A Summer Reading List for Educators

Mary Beth Hertz is a certified Instructional Technology Specialist and K-7 Technology Teacher in Philadelphia, PA. She has presented at a number of conferences and is a blogger and avid user of social media. She is also a co-organizer of Edcamp Philly and sits on the Edcamp Foundation Board. She was also named an ISTE Emerging Leader in 2010. She is passionate about making school meaningful and about all things edtech.


Now that school has wound down and we can all come up for air, it’s time to start thinking about next year. If you’re like me, you’ve been thinking about next year and how you will do things differently since May. Now that you have some time to reflect and learn to inform your planning for next year, here are some suggested titles for your summer beach reading and viewing.

Digital Life

Crap Detection 101: How to Distinguish Good and Bad Information Howard Rheingold, video 2011

Rheingold has been writing about the digital world since the 1980s and this video is a must-see for any educator navigating the overloaded world of information with their students or as a professional.

NetSmart: How to Thrive Online Howard Rheingold 2012

While I haven’t had a chance to read Rheingold’s newest book, it is on my to-read list because of his wide range of expertise and experience in the field of digital life.

About Teaching

Understanding the Common Core John Kendall 2011

This tiny, inexpensive book is great guide to the events leading up to the adoption of the Common Core along with some of the thinking behind its structure and purpose. Although it is a bit biased, since it is written by a drafter of the document, I found it a great introduction to what is coming down the line.

The Power of Our Words Paula Denton 2007

This book, part of the Responsive Classroom model’s book series, changed the way I speak to my students. It provides practical, real examples of how changing your words can change your classroom dynamic and your teaching.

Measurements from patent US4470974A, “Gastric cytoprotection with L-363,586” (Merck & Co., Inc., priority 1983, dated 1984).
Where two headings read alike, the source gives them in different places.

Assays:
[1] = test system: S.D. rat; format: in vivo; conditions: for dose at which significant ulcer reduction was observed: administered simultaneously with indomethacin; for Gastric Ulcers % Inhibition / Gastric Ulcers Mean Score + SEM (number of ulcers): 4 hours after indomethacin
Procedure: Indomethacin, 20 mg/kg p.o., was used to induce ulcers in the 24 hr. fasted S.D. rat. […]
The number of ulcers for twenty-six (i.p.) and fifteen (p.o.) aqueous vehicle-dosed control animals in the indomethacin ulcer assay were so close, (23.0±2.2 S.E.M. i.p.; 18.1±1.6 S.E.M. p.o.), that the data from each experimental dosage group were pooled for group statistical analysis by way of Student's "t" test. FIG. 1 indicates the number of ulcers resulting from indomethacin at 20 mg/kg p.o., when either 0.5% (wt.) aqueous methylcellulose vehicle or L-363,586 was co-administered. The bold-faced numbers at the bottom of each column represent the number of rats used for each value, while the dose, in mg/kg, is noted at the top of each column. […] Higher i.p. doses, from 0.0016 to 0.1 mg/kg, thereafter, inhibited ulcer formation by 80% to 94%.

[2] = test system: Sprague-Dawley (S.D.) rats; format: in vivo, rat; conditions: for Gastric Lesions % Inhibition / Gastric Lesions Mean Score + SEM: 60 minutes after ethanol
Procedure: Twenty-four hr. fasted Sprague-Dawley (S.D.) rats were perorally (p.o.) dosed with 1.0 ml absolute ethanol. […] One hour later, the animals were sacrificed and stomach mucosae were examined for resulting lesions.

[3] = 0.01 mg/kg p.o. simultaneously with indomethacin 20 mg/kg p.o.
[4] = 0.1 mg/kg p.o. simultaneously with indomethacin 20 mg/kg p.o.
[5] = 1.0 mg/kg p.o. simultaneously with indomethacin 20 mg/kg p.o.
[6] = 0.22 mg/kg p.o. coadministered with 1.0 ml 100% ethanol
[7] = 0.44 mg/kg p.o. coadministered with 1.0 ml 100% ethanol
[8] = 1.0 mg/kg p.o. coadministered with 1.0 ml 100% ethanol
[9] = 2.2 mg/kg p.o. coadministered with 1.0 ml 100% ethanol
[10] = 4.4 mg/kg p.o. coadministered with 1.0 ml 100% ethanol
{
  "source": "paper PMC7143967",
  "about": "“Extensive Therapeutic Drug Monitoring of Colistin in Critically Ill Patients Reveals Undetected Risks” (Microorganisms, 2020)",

Never Work Harder Than Your Students Robyn Jackson 2009

As the title suggests, this book is focused on getting you as a teacher to put more of the responsibility for learning onto your students. It is practical and realistic and gave me a lot to reflect on.

Curriculum 21 Heidi Hayes Jacobs 2010

Although this book came out a decade into the new century, Jacobs argues that it is time to completely overhaul our curriculums and create a new ‘operating system’ for our schools. An important read for any current educator.

Brain Rules John Medina 2008

This book created in me a sort of obsession for brain-based learning theories for a while. Medina approaches highly scientific concepts in an easily digested way that makes simple connections to learning for educators to reflect on. Not only does what he describe make sense to anyone who has ever taught, it is based on hard science.

Making Learning Whole David Perkins 2008

After I finished Brain Rules, I picked up this wonderful book about creating learning experiences for students that break the current mold of subjects and segmented learning by thinking about teaching and learning the same way we think about teaching and learning how to play games like baseball. Perkins builds out this metaphor in a way that not only ‘sticks’ but offers guidelines and examples for educators.


Walk Out Walk On Deborah Frieze, Margaret Wheatley 2011

All I can say is that this book made me begin to question a lot of things. The authors take you on a journey through a non-fiction, first-person account of communities around the world stepping up and taking charge of their communities rather than waiting around for experts to come save them. If you have ever been part of a grassroots community (like Edcamp) this book will speak to you. If you haven’t, it will open your mind.

Teacher Man Frank McCourt 2005

My grandparents gave this book to me years ago (probably when it first came out) and it took a while for me to pick it up. When I did, I was immediately glad I had. This is an autobiography of a teacher in New York City. McCourt’s story is one of persistence, dedication and inspiration for anyone who has ever taught.

The Element Sir Ken Robinson 2009

By now, Robinson is almost a hero in the education world for his influential TED talk about creativity. After watching his video for the umpteenth time, I finally purchased his book. I was not disappointed. While not an educator, I found the stories inside inspiring and the message to discover and follow your passions a powerful one.

Feel free to share your own recommendations!

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